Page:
Q. What's the basic idea behind the Unified English Braille Code?
A. The most important goal is to enable a person who uses braille for literary material to go on to use the same braille code for technical material, simply building new knowledge upon the old without having to stop to learn a new braille code in the process. In other words, just like a user of print, a user of UEBC can proceed seamlessly from one subject area to another, learning only those symbols that are newly encountered in the new subject but not having to learn different braille representations for symbols that are already familiar.
Q. Can you give an example of where this is better than the present system of multiple codes as used in America?
The notation for "four dollars,"
written in literary code, is
whereas in Nemeth math code it is written
and in American computer-notation code it is written
In UEBC, regardless of the context, it would always be written the same way, namely:
Q. Why did you choose to have the digits in the upper portion of the cell, as in literary code? Don't lower numbers work better for math and science?
A. After a lengthy and very careful evaluation of these two systems, and also a third system used commonly in Europe, the design committee concluded that the upper-number system works best overall, even for math in a general sense, despite the merits of the lower-number system in certain limited technical cases. One of the main reasons is that, whereas upper numbers clash with the letters a through j and so give rise to "indicator clutter" when such letters immediately follow, the same problem occurs when many common punctuation marks immediately follow lower numbers--and that the latter situation is far more common, even in math books. There are also other important reasons, spelled out in greater detail in a separate monograph in this series. In the end, the committee concluded that Louis Braille, the originator of the braille system as we know it, had made the right decision for a general-purpose code.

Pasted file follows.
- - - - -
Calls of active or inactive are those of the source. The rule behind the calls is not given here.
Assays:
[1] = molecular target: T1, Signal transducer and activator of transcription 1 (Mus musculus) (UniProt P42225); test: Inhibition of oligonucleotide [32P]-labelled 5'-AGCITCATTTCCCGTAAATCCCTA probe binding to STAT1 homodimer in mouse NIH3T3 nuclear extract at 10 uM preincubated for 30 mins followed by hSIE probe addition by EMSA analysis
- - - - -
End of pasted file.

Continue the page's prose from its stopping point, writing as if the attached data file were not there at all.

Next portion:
Q. Again referring to the "four dollars" example, why did you decide upon the "dot-4 s" form for the dollar sign?
A. This is one of many instances where symbols were assigned in a "family" pattern. The dollar sign is in fact a letter "S," modified with bars in the same way that a yen sign is a modified Y, a euro sign is a modified E, and so on. So this same pattern is followed for all of them--a yen sign is a dot-4 y, a euro sign is a dot-4 e, etc.